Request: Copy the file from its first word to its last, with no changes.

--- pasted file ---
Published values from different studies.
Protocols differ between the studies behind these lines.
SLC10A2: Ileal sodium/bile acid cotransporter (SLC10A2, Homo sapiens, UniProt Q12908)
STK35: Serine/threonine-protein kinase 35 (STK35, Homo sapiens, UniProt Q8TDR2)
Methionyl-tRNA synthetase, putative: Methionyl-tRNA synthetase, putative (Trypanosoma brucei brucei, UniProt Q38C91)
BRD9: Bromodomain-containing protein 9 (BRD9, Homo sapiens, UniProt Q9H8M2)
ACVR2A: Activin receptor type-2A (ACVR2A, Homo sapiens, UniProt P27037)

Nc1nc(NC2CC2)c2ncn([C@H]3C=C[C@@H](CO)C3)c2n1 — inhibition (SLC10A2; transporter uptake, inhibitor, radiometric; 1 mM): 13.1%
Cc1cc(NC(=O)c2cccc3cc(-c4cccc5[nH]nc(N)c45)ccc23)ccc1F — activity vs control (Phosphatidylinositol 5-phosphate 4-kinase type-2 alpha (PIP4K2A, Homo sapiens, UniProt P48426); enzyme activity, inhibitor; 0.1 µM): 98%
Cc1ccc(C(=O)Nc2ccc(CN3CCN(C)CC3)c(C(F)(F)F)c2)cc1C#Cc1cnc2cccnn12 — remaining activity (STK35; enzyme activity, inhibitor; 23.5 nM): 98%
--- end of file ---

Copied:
Published values from different studies.
Protocols differ between the studies behind these lines.
SLC10A2: Ileal sodium/bile acid cotransporter (SLC10A2, Homo sapiens, UniProt Q12908)
STK35: Serine/threonine-protein kinase 35 (STK35, Homo sapiens, UniProt Q8TDR2)
Methionyl-tRNA synthetase, putative: Methionyl-tRNA synthetase, putative (Trypanosoma brucei brucei, UniProt Q38C91)
BRD9: Bromodomain-containing protein 9 (BRD9, Homo sapiens, UniProt Q9H8M2)
ACVR2A: Activin receptor type-2A (ACVR2A, Homo sapiens, UniProt P27037)

Nc1nc(NC2CC2)c2ncn([C@H]3C=C[C@@H](CO)C3)c2n1 — inhibition (SLC10A2; transporter uptake, inhibitor, radiometric; 1 mM): 13.1%
Cc1cc(NC(=O)c2cccc3cc(-c4cccc5[nH]nc(N)c45)ccc23)ccc1F — activity vs control (Phosphatidylinositol 5-phosphate 4-kinase type-2 alpha (PIP4K2A, Homo sapiens, UniProt P48426); enzyme activity, inhibitor; 0.1 µM): 98%
Cc1ccc(C(=O)Nc2ccc(CN3CCN(C)CC3)c(C(F)(F)F)c2)cc1C#Cc1cnc2cccnn12 — remaining activity (STK35; enzyme activity, inhibitor; 23.5 nM): 98%